The brilliant geographer/author Rich Campanella has shed so much light on many facets of New Orleans physical space that it is hard to separate what we knew before he began to teach us about our place and what we now know. Search his name on this blog and find the many pieces that have inspired me.
His latest in The Advocate on the ironwork that has become a signature of the city separates fiction (mythology may be more apt) from fact and is a good example of his gently musing writing style that is eminently approachable and therefore useful to a wide number of people.
I have begun to photograph and map the different ironwork designs around the Quarter, relying on his map from my favorite book of his, “Geographies of New Orleans” which has maps galore of structure styles, ethnographic clusters and much more.
One of those maps is recreated in The Advocate piece, a “heat map” of the many styles of ironwork found in the old quarter.
I’d like to ask him if he thinks this house was Pontalba’s home during the construction of the Jackson Square apartments and if that is why the same signature ironwork can be found on it.
“Why is New Orleans alone among American cities in its association with iron-lace galleries? To be sure, other 19th-century coastal and river cities also expressed their wealth through ornamental iron, oftentimes flamboyantly. Examples may be found in Charleston, Savannah, Mobile, Baton Rouge, Natchez, Vicksburg, St. Louis, Natchitoches and Galveston, among others.
But New Orleans is the only American city where iron-lace galleries dominate entire streetscapes. At play are a number of variables. This city has long had an outdoor culture, not to mention a spectacle culture, and both are abetted by galleries and balconies, especially in a climate of hot summers and balmy winters.
The city’s Franco-Hispanic Afro-Caribbean heritage imparted it with a legacy of ironworking and ironworkers. Starting in the late 1700s, its many multistory brick edifices were structurally conducive to balcony and gallery installation, particularly in high-density urban environments.
Port activity made imports of pig iron cheap and available, and an abundance of local furnaces were in place to convert the metal into finished railings.”
Find my photographs using the ironwork search function on this blog.
“What I do for the Vieux Carre is prompted solely by my interest in saving this living museum by any means in my power.” — Elizebeth T. Werlein, in a 1943 letter to the editor of The Times-Picayune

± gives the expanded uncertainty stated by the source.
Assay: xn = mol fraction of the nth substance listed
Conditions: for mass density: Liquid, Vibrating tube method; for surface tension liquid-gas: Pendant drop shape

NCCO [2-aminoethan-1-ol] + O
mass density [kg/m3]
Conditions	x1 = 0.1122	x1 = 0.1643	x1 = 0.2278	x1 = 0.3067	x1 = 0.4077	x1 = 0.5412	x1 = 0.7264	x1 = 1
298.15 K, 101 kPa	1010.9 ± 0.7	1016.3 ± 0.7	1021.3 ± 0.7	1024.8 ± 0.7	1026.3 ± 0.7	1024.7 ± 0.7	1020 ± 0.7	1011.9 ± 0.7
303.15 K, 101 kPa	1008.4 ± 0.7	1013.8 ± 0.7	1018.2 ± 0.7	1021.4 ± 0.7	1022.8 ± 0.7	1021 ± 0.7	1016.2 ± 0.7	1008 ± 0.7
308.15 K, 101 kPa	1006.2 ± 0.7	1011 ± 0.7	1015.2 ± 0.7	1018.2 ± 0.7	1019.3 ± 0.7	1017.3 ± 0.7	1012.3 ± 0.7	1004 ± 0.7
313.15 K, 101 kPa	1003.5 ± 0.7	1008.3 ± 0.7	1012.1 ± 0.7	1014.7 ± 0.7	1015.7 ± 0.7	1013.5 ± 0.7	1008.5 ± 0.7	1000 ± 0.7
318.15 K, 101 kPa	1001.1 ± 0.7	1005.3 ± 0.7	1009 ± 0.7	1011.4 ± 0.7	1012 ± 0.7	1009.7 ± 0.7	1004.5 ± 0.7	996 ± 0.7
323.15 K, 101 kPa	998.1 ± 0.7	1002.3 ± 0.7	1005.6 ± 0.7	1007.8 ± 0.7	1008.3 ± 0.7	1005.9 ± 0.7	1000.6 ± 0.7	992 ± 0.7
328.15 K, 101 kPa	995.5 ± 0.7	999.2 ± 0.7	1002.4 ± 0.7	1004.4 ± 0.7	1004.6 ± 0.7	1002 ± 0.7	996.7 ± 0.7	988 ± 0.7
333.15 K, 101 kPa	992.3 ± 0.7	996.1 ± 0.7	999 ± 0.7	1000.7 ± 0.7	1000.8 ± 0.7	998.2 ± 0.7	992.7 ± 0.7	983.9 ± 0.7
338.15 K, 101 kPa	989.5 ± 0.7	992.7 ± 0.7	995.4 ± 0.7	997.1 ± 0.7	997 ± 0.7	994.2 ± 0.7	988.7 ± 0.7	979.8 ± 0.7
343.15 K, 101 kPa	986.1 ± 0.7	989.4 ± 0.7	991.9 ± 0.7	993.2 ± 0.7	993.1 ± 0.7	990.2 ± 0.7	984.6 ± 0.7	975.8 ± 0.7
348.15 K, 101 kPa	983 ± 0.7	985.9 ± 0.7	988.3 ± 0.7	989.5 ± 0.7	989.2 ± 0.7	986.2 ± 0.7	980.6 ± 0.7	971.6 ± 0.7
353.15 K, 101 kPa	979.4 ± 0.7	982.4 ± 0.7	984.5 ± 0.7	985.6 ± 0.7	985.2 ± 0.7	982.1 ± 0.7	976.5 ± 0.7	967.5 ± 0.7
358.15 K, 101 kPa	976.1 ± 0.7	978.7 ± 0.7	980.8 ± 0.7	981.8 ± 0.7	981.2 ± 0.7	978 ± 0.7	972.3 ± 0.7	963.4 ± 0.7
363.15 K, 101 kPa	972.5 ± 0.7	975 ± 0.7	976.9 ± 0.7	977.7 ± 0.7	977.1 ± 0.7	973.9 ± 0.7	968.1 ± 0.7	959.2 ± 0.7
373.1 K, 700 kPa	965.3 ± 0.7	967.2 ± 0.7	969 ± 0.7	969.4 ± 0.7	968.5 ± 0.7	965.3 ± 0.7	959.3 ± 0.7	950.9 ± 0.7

- She was born in 1883 in Bay City, Michigan, the daughter of Henry Thomas and Marie Louise Felton Smith Thomas.
- Her father was a dynamite manufacturer.
- She was an accomplished soprano, having studied voice in Paris under famed Polish tenor Jean de Reszke.
- She loved adventure and was said to have been one of the first women to ride in a hot-air balloon, as well as one of the first women to ride in an airplane. She also took several big-game hunting trips in Africa. In 1917, she became chairwoman of a committee to establish airplane landing fields in Louisiana.
- From 1924 to 1930, she worked as the head of public relations for the Saenger company, the multi-state movie theater chain headquartered in New Orleans.
- She would go on to become head of the Louisiana Women’s Suffrage Party and the first president of the Louisiana League of Women Voters.
- Around 1916, she wrote and published a booklet titled “Wrought Iron Railings of the Le Vieux Carre in New Orleans.” She would later help found the Quartier Club, a group of women united in a desire to preserve the French Quarter.
- She pushed for the Legislature to grant regulatory power to the group that would become the Vieux Carre Commission and was a founder of the neighborhood watchdog group Vieux Carre Property Owners Association.
Other items about Werlein:
Mayor Robert A. Maestri called her the “mayor to the French Quarter.”
In 1938, when she became dissatisfied with what she considered to be the VCC’s indifference, Werlein became the founding president of a neighborhood watchdog group called the Vieux Carré Property Owners Association, now known as VCPORA. In that role she convinced Mayor Robert Maestri to strengthen VCC regulations and increase police enforcement of quality-of-life issues. According to fellow preservationist Martha Gilmore Robinson, Werlein “virtually policed the Quarter—urging property owners to restore their buildings, persuading others to remove trash and litter and inspiring many creative and influential people with her drive and spirit.”⁹
For all her successes she did encounter failure, “Werlein — and consequently the city — lost several skirmishes against businessmen whose encroachment caused gerrymandering of the French Quarter to exclude their project from the Vieux Carre Commission controls.” There were numerous demolitions in this vicinity before litigation took place declaring these exclusions unconstitutional.